For a neuron, branching out is no simple thing.

First, the neuron has to seek out viable targets. Neurons employ a variety of searching strategies. Some are designed to find the closest target as quickly as possible, while others roam around, unfettered by time or space or parental pressure. However the search proceeds, a neuron has to find its targets before it can make connections. Think of this as the exploratory pathfinding phase.

When I began exploring nonacademic careers a year ago, I started by searching for targets. I had no clear idea of what I might find, only that there lay a vast, hazy world of jobs out there that did not involve pipettes. When I came across a path that looked intriguing (technology transfer? tell me more), I explored it through informational interviews, web resources, and more. In some cases, I learned quickly that a particular path was not for me, and I stepped back. Often, exploring one path led me to a whole new set of ideas. The whole process looks a little like this:

But the story doesn’t end there. Whether a real connection forms between a neuron and a potential target depends on an interplay between external cues, like molecules in the local environment, and intrinsic factors, like the proteins active inside a neuron.

Certain external cues can be particularly attractive for a neuron, but if the neuron doesn’t have the internal structure to support a connection, it will not survive.

The same goes for finding a career path. It can be tempting to let extrinsic factors like location, salary, and culture guide the search: “I want a well-paying job with views of the Seattle skyline and bean bags instead of desk chairs.” Letting external cues drive your search is relatively easy. If you want to work in Boston, you look for jobs there.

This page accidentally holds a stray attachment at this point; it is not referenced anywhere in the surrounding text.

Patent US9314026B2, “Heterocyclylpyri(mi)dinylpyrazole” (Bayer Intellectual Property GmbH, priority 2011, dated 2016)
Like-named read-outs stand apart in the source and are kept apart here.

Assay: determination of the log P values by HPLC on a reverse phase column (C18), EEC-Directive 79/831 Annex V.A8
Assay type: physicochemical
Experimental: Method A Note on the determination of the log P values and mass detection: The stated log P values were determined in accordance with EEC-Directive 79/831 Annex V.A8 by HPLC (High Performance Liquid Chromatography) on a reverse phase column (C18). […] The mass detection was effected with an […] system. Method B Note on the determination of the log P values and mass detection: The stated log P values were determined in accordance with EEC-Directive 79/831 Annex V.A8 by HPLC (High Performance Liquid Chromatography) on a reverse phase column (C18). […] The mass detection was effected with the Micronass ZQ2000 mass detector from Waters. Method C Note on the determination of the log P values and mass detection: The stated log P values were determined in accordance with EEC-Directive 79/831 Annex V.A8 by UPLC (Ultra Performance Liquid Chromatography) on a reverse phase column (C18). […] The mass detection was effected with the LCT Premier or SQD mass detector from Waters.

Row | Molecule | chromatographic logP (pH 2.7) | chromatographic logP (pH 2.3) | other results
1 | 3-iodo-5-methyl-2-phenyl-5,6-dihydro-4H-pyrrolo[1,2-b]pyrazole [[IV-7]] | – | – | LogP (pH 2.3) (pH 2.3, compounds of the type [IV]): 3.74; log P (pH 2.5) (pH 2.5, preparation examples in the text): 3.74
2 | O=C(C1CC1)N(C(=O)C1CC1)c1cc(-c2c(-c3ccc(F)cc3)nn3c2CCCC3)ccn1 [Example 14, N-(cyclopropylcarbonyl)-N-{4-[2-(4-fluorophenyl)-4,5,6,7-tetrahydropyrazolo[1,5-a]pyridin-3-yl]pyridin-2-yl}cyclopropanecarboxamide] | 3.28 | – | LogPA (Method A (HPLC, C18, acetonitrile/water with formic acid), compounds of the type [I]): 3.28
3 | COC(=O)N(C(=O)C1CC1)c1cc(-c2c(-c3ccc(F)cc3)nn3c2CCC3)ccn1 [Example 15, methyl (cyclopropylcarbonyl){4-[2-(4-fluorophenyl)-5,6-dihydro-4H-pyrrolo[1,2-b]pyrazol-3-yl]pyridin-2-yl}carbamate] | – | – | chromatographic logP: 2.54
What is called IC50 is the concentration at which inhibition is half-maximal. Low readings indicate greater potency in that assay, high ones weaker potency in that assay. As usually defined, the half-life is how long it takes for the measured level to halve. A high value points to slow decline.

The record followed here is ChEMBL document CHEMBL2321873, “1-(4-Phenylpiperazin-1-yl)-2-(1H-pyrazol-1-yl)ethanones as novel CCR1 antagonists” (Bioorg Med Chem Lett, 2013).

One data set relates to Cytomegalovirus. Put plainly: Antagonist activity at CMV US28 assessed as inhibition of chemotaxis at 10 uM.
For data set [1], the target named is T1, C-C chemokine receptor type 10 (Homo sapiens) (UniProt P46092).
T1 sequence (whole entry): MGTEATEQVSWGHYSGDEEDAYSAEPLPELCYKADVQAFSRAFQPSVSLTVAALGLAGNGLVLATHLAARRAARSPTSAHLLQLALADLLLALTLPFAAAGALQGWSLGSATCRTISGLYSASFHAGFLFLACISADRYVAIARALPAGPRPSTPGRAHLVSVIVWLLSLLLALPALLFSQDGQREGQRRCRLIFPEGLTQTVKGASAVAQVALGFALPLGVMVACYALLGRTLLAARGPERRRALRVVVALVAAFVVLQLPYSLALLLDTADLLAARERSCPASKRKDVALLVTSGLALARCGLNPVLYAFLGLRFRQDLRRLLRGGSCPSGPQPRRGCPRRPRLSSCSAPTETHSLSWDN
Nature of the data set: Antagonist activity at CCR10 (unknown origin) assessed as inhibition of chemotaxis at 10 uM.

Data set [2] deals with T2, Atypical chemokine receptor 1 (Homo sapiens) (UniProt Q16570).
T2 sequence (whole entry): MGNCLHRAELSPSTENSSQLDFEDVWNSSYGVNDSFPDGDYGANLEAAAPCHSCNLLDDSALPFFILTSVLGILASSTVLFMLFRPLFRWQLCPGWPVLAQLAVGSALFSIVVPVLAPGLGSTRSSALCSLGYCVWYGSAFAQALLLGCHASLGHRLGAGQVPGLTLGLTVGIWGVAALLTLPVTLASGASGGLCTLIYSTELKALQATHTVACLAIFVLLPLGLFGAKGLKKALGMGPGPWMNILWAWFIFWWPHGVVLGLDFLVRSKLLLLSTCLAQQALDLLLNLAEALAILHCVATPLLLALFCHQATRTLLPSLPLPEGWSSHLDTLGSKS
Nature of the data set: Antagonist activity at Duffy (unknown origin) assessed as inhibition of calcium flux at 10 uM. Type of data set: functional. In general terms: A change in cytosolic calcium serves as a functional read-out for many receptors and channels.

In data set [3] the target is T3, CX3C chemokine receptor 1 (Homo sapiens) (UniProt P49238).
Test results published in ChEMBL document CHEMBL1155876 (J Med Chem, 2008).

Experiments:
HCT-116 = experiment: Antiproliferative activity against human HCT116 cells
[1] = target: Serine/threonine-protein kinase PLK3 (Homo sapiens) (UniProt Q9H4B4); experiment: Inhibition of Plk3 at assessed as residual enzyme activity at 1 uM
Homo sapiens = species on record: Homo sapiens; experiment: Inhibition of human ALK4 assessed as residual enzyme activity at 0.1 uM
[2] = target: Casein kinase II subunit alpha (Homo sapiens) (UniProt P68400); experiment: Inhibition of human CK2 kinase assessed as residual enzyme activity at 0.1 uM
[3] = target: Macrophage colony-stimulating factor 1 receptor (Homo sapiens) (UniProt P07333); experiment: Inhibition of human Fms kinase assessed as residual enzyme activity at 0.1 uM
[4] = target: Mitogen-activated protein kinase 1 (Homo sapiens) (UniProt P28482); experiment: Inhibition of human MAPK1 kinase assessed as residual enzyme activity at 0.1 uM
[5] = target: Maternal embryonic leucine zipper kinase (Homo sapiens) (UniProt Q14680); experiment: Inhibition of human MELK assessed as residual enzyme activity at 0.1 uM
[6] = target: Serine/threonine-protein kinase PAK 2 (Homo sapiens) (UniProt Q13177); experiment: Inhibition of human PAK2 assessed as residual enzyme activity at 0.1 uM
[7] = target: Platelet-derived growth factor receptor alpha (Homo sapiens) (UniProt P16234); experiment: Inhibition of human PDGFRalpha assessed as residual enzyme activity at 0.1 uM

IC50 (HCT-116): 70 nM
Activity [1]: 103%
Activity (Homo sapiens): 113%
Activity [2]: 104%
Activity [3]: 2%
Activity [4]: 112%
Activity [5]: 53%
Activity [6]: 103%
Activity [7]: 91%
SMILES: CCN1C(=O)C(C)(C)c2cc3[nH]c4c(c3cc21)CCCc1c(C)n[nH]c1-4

A strong path, though, is one shaped also by internal factors, like personal strengths, interests, values, and personality. But how do you let internal factors guide your path? And how do you figure out exactly what these factors are?

If you’ll indulge my neuron simile, the process of identifying your internal factors is like unzipping the DNA inside a neuron. DNA gives the neuron genetic instructions that control most of its functions and guide its growth. So what is it that drives you? What are your innate qualities? How do you function best?

This new series of posts, categorized under pathfinding, will explore tools I’ve used to answer those questions. These tools range from assessments to books to workshops, and more.  The goal of this series is to better understand internal factors, and in doing so, make finding a suitable path a little easier.

Next in this series: Dependable Strengths.

*Movie from: Andersen, E. F., Asuri, N. S. & Halloran, M. C. In vivo imaging of cell behaviors and F-actin reveals LIM-HD transcription factor regulation of peripheral versus central sensory axon development. Neural Dev 6, 27 (2011).